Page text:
Registration for tickets to this year's XOXO Festival will close tomorrow, Friday, at noon PST. The fest's registration opened last Tuesday with the intention of only remaining available for ten days. Line-up for the festival includes a keynote by Cameron Esposito, and talks by writers like Ijeoma Olu, and Hari Kondabolu, cartoonist Matt Furie, rapper Jean Grae, and Adam Conover of Adam Ruins Everything. There's an evening of storytelling with podcasters like Anita Sarkeesian, Judge Hodgeman and Criminal's Phoebe Judge. There's also an arcade of indie creator-focused video games, and a room devoted to table top and RPG projects (often still in prototype) where you can test them out and talk to the designers. The fest is expected to sell out. It sells out every year.
The Mercury almost never writes about XOXO, though it is a popular Portland festival with a lot of cool shit at it and now in its sixth year. We don't usually write about it because a weekend pass runs a cool $500. However, in recent years, XOXO changed its ticketing in such a way that could make it potentially affordable to readers again.
The short of it is: that XOXO has, for the past two fests (They took 2017 off. Well, they still did a ton of shit but they didn't do a fest.), offered subsidized or free passes to a number of attendees, and—as they're moving the weekend of conferences and events to Veterans Memorial Coliseum—they're hoping to grow the festival, and offer more subsidized passes than ever before.
The long of it is: that this is the latest in a series of moves XOXO has tried to create a more inclusive element to their festival that, without registration and subsidized passes, could easily become a tech bro event full of marketing people hocking tequila brands. Not that there's anything wrong with that (well, the tequila anyway) but that vision isn't the festival that Andy Baio and Andy McMillan founded and work so hard to keep focused on community, art, and technology.
In 2012, XOXO's first year, the Mercury's Alison Hallett wrote that certain aspects of the festival were open to the public: the food cart pod, the arcade, film screenings etc. as long as spots weren't occupied by pass holders. But that proved too difficult for subsequent years so XOXO tried on a couple different approaches, aimed at diversifying its body of attendees. It's a technology and art festival, after all, and artists are often pretty broke.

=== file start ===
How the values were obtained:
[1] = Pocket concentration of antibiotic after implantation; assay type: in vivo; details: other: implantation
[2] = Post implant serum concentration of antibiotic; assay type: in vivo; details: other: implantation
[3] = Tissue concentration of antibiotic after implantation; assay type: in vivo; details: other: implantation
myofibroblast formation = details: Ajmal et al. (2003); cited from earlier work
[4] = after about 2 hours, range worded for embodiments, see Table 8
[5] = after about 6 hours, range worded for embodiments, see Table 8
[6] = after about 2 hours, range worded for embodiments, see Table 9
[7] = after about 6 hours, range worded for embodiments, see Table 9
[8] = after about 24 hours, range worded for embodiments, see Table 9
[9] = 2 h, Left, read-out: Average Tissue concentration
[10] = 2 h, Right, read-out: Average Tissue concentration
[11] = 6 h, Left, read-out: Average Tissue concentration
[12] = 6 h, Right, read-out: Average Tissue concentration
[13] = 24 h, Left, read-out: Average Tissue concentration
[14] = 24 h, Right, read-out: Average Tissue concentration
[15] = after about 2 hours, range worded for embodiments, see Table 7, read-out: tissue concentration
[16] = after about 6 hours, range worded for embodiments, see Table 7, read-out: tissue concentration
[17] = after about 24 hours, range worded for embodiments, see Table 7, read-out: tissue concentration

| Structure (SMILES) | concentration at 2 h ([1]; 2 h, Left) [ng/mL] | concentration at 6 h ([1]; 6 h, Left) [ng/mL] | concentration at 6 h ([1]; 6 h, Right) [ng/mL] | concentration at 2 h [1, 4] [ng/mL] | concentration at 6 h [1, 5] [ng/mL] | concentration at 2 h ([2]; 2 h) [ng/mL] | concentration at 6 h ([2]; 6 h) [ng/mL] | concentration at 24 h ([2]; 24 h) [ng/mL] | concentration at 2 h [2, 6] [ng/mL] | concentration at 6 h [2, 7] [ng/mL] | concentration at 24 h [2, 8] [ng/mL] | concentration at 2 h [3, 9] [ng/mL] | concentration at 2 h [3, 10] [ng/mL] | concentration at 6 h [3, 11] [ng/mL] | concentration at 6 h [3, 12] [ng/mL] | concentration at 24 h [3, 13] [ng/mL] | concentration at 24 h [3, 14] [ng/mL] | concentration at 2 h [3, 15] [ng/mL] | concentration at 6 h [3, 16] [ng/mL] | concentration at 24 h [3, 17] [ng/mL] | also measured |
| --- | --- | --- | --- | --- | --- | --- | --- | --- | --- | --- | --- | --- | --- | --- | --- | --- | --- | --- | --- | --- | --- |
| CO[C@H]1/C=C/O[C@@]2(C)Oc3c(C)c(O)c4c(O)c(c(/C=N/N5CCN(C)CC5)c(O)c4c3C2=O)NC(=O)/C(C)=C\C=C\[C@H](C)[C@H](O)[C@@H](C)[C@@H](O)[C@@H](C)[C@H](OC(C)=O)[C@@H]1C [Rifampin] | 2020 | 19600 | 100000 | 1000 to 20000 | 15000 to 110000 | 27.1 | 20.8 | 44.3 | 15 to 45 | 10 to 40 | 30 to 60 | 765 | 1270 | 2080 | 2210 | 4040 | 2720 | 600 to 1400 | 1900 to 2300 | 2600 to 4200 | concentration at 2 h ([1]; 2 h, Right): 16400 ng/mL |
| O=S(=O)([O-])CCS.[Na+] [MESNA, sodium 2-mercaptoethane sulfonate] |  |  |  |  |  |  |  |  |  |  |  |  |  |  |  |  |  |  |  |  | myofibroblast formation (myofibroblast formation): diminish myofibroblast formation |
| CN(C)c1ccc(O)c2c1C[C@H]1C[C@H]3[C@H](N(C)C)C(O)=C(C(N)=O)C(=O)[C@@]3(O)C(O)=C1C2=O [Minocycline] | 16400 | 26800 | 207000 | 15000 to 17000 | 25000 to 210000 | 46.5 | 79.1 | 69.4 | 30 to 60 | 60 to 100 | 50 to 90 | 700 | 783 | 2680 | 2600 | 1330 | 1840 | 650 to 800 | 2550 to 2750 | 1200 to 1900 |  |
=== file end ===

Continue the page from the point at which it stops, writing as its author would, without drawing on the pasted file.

They tried a two-tier system of passes. They tried $50 subsidized tickets. In 2016, XOXO dropped that subsidized ticket fee to nothing, and around 10 percent of the attendees paid no ticket price to attend the fest.
This year, XOXO is looking to grow their festival and move it under one roof, to the aforementioned Veterans Memorial Coliseum. The reason they're doing it is, in part to try to make even more free passes available. "It was something we really couldn't do at Revolution Hall." Andy Baio explains. "We needed to grow it to make the subsidization possible."
"$500, if you're in indie comics, is very expensive," he says. "If you are coming from a tech background, though, it's, like, cheap. Every year, we hear from people that pay full price, and it ends up being a value for them."
In response to my question about whether XOXO is a networking festival, Baio bristles. "People make friends," he says. He explains that the primary reason for registration in the first place is to try to keep the fest a meeting place for makers across the country. "After [marketers] saw all the people that showed up, we had a lot of people e-mailing us to exploit that attention. So the following year we started doing this survey / registration as a very light screen. It's a very light screen, but the end result is that everyone who is at XOXO is making stuff."
"It's three questions. 1) What do you do? 2) What's something you made that you're proud of? 3) What's something that you're working on right now? In our experience, that's a hard thing to bluff."
If you're really going to attend everything at XOXO, $500 probably isn't that bad a bill, and people who are going to attend everything are precisely the sort the organizers want at the festival. They're trying to create a community feeling.
Although it's not a networking thing, XOXO seems like it could just be an important annual event for a certain artistic, collaborative crowd, and the $500 seems like it could be a worthwhile investment toward meeting people interested in the same stuff, especially from all over the country. Baio says attendance in 2016 was 80 percent non-Oregonians.
"XOXO gets miscatagorized as a technology event," Baio says. "But if you look at the line-up this year, more than any other years, I think it's going to end up speaking to issues around balancing your work that you need to do to get paid with activism and social justice work. A lot of it is, like, how do you continue to make a game or write a comic while the world feels like it's falling apart?"